Many donors choose to pay the unitrust amount to family members for a period of time that will pay out an amount equal to the initial value of the property. For example, a trust which pays 7 percent for 15 years will pay income to family members equal to approximately the initial fair market value of the property. By this method the donor is able to double the total benefits from the property-once to the family through income payments, and once to World In Need International or another ministry through distribution of the principal after all income payments are completed.

One advantage of the Charitable Remainder Unitrust is that the amount remaining in the trust grows tax-free. For example, if a person selects a six percent payout trust, and the trust investments earn eight percent, there will be two percent tax-free growth each year. This tax-free growth can substantially increase the value of the trust over time. And since the selected six percent payout is based on this value, distributions to personal beneficiaries increase proportionally.

The ability of the unitrust to increase both in principal and income payments over a period of years is frequently referred to as an inflation hedge. However, the reverse scenario is also possible. In the above example, if the growth in the trust falls short of the payout (six percent in this instance), then income payments to beneficiaries actually decline with time.

With a Charitable Remainder Trust, assets at death are transferred to a trust. The trust will pay out a set percent of the initial fair market value of the assets to heirs for a period of years. The percent and duration is determined in the estate documents with certain guidelines. At the conclusion of the time set to pay heirs, World In Need International or another charity will receive the remainder of the interest in the trust. The trust assets grow tax-free. The Testamentary Charitable Remainder Trust gives the estate an estate tax deduction on a portion of the assets that go into the trust. It also eliminates any IRD tax exposure from these assets.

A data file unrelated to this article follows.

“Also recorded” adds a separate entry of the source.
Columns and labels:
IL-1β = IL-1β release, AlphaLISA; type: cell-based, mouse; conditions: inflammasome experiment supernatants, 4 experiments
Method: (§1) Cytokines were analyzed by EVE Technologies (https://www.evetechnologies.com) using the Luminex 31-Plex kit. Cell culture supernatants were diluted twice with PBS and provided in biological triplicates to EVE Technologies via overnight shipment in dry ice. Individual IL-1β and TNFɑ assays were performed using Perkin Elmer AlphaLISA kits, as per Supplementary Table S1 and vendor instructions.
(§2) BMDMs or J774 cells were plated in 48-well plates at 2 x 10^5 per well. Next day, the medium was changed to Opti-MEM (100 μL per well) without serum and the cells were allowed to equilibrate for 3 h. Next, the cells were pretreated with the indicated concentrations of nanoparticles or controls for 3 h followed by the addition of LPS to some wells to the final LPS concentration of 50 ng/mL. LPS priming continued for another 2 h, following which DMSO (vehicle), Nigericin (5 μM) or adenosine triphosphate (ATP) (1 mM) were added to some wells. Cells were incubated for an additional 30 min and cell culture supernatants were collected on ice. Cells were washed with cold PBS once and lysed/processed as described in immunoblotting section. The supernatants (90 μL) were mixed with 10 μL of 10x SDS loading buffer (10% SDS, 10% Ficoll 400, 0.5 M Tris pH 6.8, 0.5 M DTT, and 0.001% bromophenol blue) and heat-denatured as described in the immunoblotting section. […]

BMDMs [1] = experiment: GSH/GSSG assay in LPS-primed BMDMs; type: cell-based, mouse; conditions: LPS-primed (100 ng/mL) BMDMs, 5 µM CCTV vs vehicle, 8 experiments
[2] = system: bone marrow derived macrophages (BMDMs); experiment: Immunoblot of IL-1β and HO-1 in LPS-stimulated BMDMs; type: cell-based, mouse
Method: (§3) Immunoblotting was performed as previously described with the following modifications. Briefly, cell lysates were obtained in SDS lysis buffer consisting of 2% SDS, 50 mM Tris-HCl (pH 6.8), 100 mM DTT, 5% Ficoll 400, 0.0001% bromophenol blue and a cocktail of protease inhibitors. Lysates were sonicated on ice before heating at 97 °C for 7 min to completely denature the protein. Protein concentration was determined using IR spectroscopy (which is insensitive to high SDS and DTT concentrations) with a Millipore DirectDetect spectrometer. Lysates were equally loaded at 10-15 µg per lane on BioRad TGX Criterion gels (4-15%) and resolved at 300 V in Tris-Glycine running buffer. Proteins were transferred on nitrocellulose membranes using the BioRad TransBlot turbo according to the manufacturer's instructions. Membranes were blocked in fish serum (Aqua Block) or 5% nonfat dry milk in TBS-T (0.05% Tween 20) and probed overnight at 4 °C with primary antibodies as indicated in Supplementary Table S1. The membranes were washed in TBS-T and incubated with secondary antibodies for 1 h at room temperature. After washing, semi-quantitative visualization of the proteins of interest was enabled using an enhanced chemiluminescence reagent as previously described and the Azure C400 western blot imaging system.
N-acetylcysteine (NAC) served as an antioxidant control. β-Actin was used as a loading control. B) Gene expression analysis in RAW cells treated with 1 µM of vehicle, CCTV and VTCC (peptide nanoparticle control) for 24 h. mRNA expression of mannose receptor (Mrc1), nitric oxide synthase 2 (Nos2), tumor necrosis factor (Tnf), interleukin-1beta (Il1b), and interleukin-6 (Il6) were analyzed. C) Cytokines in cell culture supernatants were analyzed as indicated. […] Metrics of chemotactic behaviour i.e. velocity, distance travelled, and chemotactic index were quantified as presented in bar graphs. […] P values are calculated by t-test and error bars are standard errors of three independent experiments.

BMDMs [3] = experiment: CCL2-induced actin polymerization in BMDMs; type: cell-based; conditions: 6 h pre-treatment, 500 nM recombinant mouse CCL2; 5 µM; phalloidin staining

A Charitable Remainder Annuity Trust (CRAT) pays a fixed amount annually to a non-charitable beneficiary, with the remainder going to World In Need International or another charity. The donor cannot make additional contributions to this type of trust.

A Charitable Lead Trust is a trust that provides for the payment of an amount annually, or at more frequent intervals, to a designated charity. The amount must equal at least five percent of the initial fair market value of the trust. At the death of the trust creator, or at the end of the designated term of years, the remaining trust principal is distributed to a designated beneficiary or beneficiaries.

A Charitable Lead Annuity Trust (CLAT) is a charitable lead trust that provides a series of guaranteed fixed payments each year of the trust period. The amount of the payments does not change over the period.

A Charitable Lead Unitrust (CLUT) is a charitable lead trust that provides a series of payments that are revalued each year. These payments equal a fixed percentage of the fair market value of the trust property, as revalued annually.

We generally recommend that trusts be considered only if at least $50,000 is available to fund them. Below that amount, administrative expenses are likely to negate much of the benefit.

Contact us any time at:  330-401-9404

This information is designed to provide information and illustration of the subject matters covered. It is not intended, nor should it be used as legal, accounting or other professional advice. It is always a good idea to seek legal and tax advice from your professional advisor(s).